The Resilience of Jamie Nieto

Posted by Allen Rucker in Life After Paralysis on October 21, 2021 # Lifestyle

For many years after the onset of my own injury, I thought resilience – the kind of intestinal toughness that can get us through the hardest obstacles of life – was largely genetic in origin. Just like a receding hairline or your height, you either have it or you don’t. In the last couple of years, a lot of experts have tried to convince me otherwise and they’ve largely succeeded. For instance, Ben Sasse, the Senator from Nebraska and author of “The Vanishing American Adult,” concluded that resilience often comes from “scar tissue.” Not actual scars, of course, but the kind of emotional scarring that results from taking risks and often ending up on your behind. Once you’ve been kicked around a time or two, you realize you have the right stuff to handle adversity and the confidence and determination to try again. You are battle-tested, and when the next battle comes along, you are ready.

I want to introduce you to a man who is the personification of the power of resilience. His name is Jamie Nieto, and he is this year’s recipient of the Christopher Reeve Acting Scholarship, given annually at Media Access Awards, a celebration of disability in film and TV. Christopher Reeve himself created this annual cash scholarship soon after his own injury, and the Reeve Foundation has continued the tradition. Re-entering the world as a disabled actor, Mr. Reeve immediately saw how hard it was for disabled actors, or any disabled person, to make it in the entertainment business. You can count the movie/TV stars who are disabled on the one hand and have a finger or two leftover. Working disabled actors have a mountain to climb just to get a one-shot guest role on “Blue Bloods.” Promising ones who are willing to keep at it need all the help they can get.

Jamie high jumpingHere’s Jamie’s story, truncated to blog size. He began track and field at age twelve and developed a passion for high jumping. By the time he graduated college at Eastern Michigan University, he was a three-time All-American high jumper and heading for the Olympics. He made the American Olympic high jumping team and competed in the 2004 games in Athens, finishing 4th, and then again in the 2012 games in London, finishing 5th only because three other jumpers tied for second. His personal best was an astonishing 7’8”. You get the idea – this guy was a serious, world-class athlete.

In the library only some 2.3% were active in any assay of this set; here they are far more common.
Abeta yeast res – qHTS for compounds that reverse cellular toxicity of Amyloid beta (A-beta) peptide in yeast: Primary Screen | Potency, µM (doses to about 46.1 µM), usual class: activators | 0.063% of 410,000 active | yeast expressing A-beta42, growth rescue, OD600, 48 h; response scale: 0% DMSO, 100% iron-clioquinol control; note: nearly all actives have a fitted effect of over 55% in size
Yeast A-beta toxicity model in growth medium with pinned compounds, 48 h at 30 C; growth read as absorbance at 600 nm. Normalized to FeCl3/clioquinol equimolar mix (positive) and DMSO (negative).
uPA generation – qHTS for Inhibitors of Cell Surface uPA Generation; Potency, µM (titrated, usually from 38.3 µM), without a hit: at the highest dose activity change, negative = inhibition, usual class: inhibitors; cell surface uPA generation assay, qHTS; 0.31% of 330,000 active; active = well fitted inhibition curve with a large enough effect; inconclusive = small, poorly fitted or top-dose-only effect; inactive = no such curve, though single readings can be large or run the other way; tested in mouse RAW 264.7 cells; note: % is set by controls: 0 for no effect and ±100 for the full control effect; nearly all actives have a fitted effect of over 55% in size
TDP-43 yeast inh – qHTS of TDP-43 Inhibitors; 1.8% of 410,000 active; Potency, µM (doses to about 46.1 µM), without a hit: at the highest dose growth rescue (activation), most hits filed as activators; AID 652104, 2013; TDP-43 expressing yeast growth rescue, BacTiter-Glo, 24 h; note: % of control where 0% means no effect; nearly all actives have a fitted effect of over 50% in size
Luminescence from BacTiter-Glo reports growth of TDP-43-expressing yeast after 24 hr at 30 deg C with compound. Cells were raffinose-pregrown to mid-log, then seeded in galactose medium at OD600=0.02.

So, one day in 2016, after a rigorous practice session, Jamie did what he did after every such workout. He did a standing backflip. This time his foot slipped, and he landed on his head. He severely damaged his spinal cord at the C-3/C-4 level and was told he was paralyzed for life.

Jamie standing with a walkerTo hear Jamie, tell the story, he says he couldn’t accept the fact that much of his body was now useless. God, he believed, had other plans for him. He set a goal, as most highly-resilient people do: he was going to walk down the aisle at his own wedding in mid-2017. His beautiful bride, Shevon, also an Olympic-level runner, would help hold him up. Jamie switched training regimens, from high jumping halfway to the sky to struggling to take enough wobbly baby steps to go 100 feet down an aisle.

Months and months and a thousand rehab sessions later, he did it. He estimates it took over 200 mini-steps (and his bride’s shoulder) to get the job done. At the same time, he turned another page of his life and set out for a new bar to jump over -- acting. He had toyed with this dream before the fatal backflip and simply doubled down in a wheelchair. It took a while, of course, but Jamie had patience, energy, and will, three other building blocks of resilience. Last year, he landed a part on the short-lived Netflix series “Away,” starring Hillary Swank. He had turned the corner and was on his way.

Who wouldn’t be crushed if they were a world-class athlete and broke their back one Tuesday? Jamie Jamie and Shevonwas too young to throw in the towel but old enough to know that a tragedy, even a paralytic tragedy, can often point you in a new direction. No doubt Jamie has had many torturous moments over the last five years and still uses a wheelchair much of the time. Baby-stepping down that aisle was one hurdle on the way to bigger ones. You can’t high jump seven and a half plus feet unless you really, really work at it. Is obsession part of resilience? I don’t know the difference between obsession and laser focus, but either can surely get you out of bed in the morning.

The Media Access Awards will be streaming on Wednesday, November 17, at 6:00 PM West Coast time.

Allen Rucker was born in Wichita Falls, Texas, raised in Bartlesville, Oklahoma, and has an MA in Communication from Stanford University, an MA in American Culture from the University of Michigan, and a BA in English from Washington University, St. Louis.

The National Paralysis Resource Center website is supported by the Administration for Community Living (ACL), U.S. Department of Health and Human Services (HHS) as part of a financial assistance award totaling $8,700,000 with 100 percent funding by ACL/HHS. The contents are those of the author(s) and do not necessarily represent the official views of, nor an endorsement, by ACL/HHS, or the U.S. Government.